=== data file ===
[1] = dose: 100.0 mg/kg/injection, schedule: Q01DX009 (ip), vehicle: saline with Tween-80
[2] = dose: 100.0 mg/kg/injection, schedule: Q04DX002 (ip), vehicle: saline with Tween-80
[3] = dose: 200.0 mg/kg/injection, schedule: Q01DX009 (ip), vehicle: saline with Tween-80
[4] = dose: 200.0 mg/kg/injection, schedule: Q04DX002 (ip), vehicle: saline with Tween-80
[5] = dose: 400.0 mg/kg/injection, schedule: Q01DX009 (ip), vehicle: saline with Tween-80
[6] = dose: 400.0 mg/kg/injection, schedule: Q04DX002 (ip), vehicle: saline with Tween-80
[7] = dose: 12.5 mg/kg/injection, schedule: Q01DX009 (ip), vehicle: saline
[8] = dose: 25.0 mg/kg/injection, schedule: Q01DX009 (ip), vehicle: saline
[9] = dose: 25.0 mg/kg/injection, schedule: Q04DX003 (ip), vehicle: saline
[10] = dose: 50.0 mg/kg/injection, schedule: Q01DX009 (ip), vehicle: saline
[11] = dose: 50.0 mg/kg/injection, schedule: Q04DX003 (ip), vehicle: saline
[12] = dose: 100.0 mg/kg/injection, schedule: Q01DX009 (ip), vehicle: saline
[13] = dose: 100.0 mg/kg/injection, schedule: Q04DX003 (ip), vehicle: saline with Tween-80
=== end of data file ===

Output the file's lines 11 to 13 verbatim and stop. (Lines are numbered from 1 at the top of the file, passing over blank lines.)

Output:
[11] = dose: 50.0 mg/kg/injection, schedule: Q04DX003 (ip), vehicle: saline
[12] = dose: 100.0 mg/kg/injection, schedule: Q01DX009 (ip), vehicle: saline
[13] = dose: 100.0 mg/kg/injection, schedule: Q04DX003 (ip), vehicle: saline with Tween-80